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S. Korea faces heightened economic uncertainty amid Ukraine crisis: KDI

All News 12:00 March 07, 2022

SEOUL, March 7 (Yonhap) -- The South Korean economy is on a recovery track, but external economic uncertainty has markedly increased as the Russian invasion of Ukraine has jacked up prices of oil and raw materials, a state-run think tank said Monday.

Asia's fourth-largest economy is maintaining its moderate recovery on the back of solid manufacturing output, with the latest upsurge in COVID-19 cases having limited impacts on in-person services, the Korea Development Institute (KDI) said in a monthly economic assessment report.

"However, mainly driven by geopolitical risks, major global financial markets became unstable, and raw material prices soared, adding more economic uncertainty," the report said.

It said surging energy costs could place downward pressure on the South Korean economy's growth path.

This photo taken March 6, 2022, shows information about gas prices at a filling station in Seoul. (Yonhap)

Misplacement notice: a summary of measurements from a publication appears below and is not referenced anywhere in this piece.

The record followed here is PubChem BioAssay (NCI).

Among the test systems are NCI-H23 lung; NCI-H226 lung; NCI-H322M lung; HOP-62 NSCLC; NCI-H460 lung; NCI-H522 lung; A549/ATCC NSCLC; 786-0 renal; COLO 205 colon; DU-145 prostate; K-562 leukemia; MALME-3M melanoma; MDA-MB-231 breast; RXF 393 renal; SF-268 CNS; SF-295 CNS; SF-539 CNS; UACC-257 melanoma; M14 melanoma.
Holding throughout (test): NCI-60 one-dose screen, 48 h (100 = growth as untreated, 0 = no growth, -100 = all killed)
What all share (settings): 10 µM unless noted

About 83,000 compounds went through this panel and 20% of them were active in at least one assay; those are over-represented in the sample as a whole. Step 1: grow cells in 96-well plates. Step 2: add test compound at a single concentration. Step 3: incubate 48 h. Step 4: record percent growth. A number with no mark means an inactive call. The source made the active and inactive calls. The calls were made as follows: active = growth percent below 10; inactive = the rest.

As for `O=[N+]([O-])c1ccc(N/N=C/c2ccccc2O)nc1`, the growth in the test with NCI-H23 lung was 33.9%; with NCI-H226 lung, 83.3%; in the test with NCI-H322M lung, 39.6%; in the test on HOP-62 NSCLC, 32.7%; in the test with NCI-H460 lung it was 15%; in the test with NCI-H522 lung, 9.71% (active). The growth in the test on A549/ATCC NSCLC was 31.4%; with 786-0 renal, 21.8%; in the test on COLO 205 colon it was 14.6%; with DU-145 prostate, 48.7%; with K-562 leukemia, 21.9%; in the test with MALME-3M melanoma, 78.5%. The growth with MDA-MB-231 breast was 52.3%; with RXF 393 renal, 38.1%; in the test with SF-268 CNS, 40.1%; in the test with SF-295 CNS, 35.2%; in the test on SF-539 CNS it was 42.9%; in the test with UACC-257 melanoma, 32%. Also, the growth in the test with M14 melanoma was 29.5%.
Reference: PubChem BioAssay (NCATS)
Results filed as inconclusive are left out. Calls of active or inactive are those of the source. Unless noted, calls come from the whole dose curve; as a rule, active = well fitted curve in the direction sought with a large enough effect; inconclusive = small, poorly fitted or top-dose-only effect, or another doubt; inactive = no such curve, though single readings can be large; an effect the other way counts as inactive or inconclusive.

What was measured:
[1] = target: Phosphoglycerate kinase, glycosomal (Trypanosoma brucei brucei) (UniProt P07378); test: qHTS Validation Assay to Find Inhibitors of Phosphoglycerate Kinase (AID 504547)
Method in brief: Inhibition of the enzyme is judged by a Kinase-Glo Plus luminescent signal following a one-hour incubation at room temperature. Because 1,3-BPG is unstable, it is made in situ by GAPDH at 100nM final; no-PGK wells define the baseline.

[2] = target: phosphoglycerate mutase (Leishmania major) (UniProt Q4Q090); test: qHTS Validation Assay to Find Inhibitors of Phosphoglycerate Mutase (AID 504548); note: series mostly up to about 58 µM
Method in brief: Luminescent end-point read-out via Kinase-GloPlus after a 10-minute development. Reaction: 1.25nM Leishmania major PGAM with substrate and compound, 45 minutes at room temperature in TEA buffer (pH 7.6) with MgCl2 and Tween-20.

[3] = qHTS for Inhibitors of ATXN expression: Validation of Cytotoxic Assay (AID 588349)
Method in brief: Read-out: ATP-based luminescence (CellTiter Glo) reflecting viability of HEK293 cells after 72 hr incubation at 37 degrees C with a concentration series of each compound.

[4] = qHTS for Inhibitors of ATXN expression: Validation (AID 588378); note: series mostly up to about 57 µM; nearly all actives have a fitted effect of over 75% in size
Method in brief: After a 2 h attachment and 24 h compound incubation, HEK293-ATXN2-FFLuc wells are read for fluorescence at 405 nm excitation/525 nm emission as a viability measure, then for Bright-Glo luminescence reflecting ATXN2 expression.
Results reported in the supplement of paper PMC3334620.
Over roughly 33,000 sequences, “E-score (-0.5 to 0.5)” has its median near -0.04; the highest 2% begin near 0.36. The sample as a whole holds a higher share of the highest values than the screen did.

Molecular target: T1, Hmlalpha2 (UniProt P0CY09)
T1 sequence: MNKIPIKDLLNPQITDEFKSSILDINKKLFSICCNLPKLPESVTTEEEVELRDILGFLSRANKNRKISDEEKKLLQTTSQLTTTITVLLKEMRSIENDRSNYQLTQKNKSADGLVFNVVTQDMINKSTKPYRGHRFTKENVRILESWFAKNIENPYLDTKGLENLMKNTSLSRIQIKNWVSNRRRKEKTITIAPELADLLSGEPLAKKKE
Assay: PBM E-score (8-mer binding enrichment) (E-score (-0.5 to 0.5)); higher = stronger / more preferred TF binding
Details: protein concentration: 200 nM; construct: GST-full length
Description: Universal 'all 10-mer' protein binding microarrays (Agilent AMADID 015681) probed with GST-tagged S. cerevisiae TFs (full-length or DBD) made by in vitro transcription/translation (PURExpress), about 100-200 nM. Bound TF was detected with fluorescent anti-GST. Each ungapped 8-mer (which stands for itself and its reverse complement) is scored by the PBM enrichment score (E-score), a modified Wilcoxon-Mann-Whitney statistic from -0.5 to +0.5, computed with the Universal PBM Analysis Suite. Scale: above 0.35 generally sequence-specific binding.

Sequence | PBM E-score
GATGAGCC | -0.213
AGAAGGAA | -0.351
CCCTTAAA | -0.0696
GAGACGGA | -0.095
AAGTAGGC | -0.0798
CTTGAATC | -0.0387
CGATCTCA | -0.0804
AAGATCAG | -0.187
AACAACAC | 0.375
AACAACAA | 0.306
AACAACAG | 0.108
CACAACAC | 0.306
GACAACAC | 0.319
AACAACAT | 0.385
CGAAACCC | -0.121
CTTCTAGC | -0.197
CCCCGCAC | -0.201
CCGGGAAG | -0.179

This photo taken March 6, 2022, shows information about gas prices at a filling station in Seoul. (Yonhap)

The South Korean economy is on a recovery path on the back of robust exports of chips and autos, as it expanded 4 percent last year, the fastest growth in 11 years.

South Korea's exports rose 20.6 percent in February from a year earlier, extending their gains into the 16th straight month.

But external economic risks have increased as Russia's invasion of Ukraine has raised concerns about energy supply disruptions. Russia is one of the world's largest oil and natural gas producers.

Dubai crude, South Korea's benchmark, soared to US$108.84 per barrel Friday, up from $77.12 at the end of last year. South Korea depends mainly on imports for its energy needs.

Brent oil surged Monday to hit $139 per barrel, the highest level since 2008, on reports the United States and its allies are considering banning imports of Russian oil.

South Korea's consumer prices grew more than 3 percent for the fifth straight month in February as energy costs spiked amid the Ukraine tensions.

Consumer inflation rose 3.7 percent on-year last month, compared with a 3.6 percent on-year gain in January.

The Bank of Korea (BOK) revised up its 2022 inflation growth outlook to 3.1 percent from its earlier estimate of 2 percent. The BOK aims to keep annual inflation at 2 percent over the medium term.


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